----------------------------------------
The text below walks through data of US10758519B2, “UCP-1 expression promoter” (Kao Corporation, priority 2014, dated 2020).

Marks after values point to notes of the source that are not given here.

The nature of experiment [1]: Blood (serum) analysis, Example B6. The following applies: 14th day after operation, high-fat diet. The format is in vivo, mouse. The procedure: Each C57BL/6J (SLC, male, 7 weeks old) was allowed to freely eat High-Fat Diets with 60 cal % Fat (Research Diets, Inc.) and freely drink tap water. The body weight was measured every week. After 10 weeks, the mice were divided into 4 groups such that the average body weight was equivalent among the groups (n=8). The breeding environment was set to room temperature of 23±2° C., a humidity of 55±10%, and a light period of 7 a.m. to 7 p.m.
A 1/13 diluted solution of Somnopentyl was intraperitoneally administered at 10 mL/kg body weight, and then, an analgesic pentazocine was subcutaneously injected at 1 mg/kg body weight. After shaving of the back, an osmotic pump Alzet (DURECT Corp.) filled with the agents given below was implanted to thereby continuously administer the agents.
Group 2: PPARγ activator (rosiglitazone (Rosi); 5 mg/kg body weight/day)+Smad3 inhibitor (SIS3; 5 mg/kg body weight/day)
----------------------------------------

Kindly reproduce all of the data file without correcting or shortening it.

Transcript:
The text below walks through data of US10758519B2, “UCP-1 expression promoter” (Kao Corporation, priority 2014, dated 2020).

Marks after values point to notes of the source that are not given here.

The nature of experiment [1]: Blood (serum) analysis, Example B6. The following applies: 14th day after operation, high-fat diet. The format is in vivo, mouse. The procedure: Each C57BL/6J (SLC, male, 7 weeks old) was allowed to freely eat High-Fat Diets with 60 cal % Fat (Research Diets, Inc.) and freely drink tap water. The body weight was measured every week. After 10 weeks, the mice were divided into 4 groups such that the average body weight was equivalent among the groups (n=8). The breeding environment was set to room temperature of 23±2° C., a humidity of 55±10%, and a light period of 7 a.m. to 7 p.m.
A 1/13 diluted solution of Somnopentyl was intraperitoneally administered at 10 mL/kg body weight, and then, an analgesic pentazocine was subcutaneously injected at 1 mg/kg body weight. After shaving of the back, an osmotic pump Alzet (DURECT Corp.) filled with the agents given below was implanted to thereby continuously administer the agents.
Group 2: PPARγ activator (rosiglitazone (Rosi); 5 mg/kg body weight/day)+Smad3 inhibitor (SIS3; 5 mg/kg body weight/day)